Book on Parsis traces their demographic decline

Decade in the making: (Left to right) Lata Narayan, Shalini Bharat, Dr. Pheroza Godrej, Mukhtar Abbas Naqvi, Dr. Martin Walde and Prof. S. Parasuraman releasing the book at the Max Mueller Bhavan on Saturday.

Four-volume compendium highlights issues plaguing community

A four-volume compendium that traces the demographic decline of the Parsi community in India was released recently at the Max Mueller Bhavan. The Parsis Of India: Continuing at the Crossroads by Lata Narayan, and Siva Raju took over a decade to complete and has been hailed as a “a major socio-psycho-anthropological work”.

The book release was attended by Union Minister of Minority Affairs Mukhtar Abbas Naqvi, Dr Pheroza Godrej, Prof. Leela Visaria and Dr. Shernaz Cama. The Parsi community is now estimated to have dwindled to approximately 70,000 in India, a population decline that goes against the prevailing nationwide trend.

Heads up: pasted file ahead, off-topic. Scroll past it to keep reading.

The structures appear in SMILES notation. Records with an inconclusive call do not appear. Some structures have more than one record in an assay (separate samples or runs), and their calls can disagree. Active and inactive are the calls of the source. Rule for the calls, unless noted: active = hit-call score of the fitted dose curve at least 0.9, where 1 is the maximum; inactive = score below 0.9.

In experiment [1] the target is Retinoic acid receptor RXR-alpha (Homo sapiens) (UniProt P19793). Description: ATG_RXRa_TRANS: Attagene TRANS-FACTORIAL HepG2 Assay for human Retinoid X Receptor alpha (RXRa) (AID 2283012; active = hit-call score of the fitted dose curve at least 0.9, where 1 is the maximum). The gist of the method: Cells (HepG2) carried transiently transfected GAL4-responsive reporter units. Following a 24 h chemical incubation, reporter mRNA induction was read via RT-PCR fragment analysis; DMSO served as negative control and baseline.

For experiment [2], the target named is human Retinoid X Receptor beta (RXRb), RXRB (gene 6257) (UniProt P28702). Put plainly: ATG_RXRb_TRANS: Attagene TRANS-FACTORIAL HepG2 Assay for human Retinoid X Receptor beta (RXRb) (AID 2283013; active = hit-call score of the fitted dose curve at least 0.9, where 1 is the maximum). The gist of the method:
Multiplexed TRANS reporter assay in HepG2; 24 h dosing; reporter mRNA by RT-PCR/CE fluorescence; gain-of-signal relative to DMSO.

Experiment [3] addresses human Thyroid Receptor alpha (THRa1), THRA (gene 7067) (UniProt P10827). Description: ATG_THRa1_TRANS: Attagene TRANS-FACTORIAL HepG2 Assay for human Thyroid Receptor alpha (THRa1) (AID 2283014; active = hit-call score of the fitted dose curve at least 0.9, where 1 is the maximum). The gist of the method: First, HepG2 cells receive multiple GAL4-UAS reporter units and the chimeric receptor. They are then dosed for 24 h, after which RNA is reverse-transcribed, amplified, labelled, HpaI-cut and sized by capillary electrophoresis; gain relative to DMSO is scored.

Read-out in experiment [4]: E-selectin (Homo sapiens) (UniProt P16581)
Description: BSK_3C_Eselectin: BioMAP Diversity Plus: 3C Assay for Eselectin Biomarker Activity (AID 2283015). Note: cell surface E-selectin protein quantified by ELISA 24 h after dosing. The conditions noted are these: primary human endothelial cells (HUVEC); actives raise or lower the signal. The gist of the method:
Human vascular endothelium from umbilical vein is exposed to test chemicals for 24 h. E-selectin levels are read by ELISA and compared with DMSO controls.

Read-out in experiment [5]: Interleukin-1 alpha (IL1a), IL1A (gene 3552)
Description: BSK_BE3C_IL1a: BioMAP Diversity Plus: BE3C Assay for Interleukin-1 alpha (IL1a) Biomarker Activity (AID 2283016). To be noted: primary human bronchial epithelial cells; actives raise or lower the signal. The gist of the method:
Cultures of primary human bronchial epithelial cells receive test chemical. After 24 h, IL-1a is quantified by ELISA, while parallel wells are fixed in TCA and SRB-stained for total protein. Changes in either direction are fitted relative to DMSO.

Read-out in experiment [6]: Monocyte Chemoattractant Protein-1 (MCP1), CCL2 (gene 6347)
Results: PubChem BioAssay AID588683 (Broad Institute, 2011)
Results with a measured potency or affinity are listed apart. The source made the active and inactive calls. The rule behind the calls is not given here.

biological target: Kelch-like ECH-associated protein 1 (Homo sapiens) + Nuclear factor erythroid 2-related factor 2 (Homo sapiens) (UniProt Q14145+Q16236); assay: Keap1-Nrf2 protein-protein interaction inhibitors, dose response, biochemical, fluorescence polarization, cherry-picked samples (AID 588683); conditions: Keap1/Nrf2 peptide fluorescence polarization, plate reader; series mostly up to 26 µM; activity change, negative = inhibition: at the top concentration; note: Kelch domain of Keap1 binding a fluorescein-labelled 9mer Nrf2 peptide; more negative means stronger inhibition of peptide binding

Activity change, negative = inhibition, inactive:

Shalini Bharat, co-editor of the series, read out Dr. Armaity Desai’s speech that focused on some of the myths that plague the community, a topic covered in the first volume. These include the oft-prevailing myth that young Parsis lack the flame and fire of their ambitious entrepreneur forefathers. The other volumes go into the issues of religion, identity and health that Parsis, young and old, grapple with.

 A panel discussion with Dr Cama and Professor Visaria explored the problems that ail Parsis: depression among the elderly, migration to foreign countries and the drastic decline in fertility. After three decades, their population is estimated to fall to 40,000.

Amid the gloom, there were also rays of hope: infant mortality and life expectancy of Parsis were seen as comparable with countries such as Denmark, while the Jiyo Parsi scheme has been successful. Several more ways were suggested to increase the numbers. There were calls for more open-mindedness including allowing adoption, navjote of children from mixed marriages and incentivising fertility. Perhaps the bravest idea came from Dr. Armaity, who sought more recognition for single parents.

Meher Mirza

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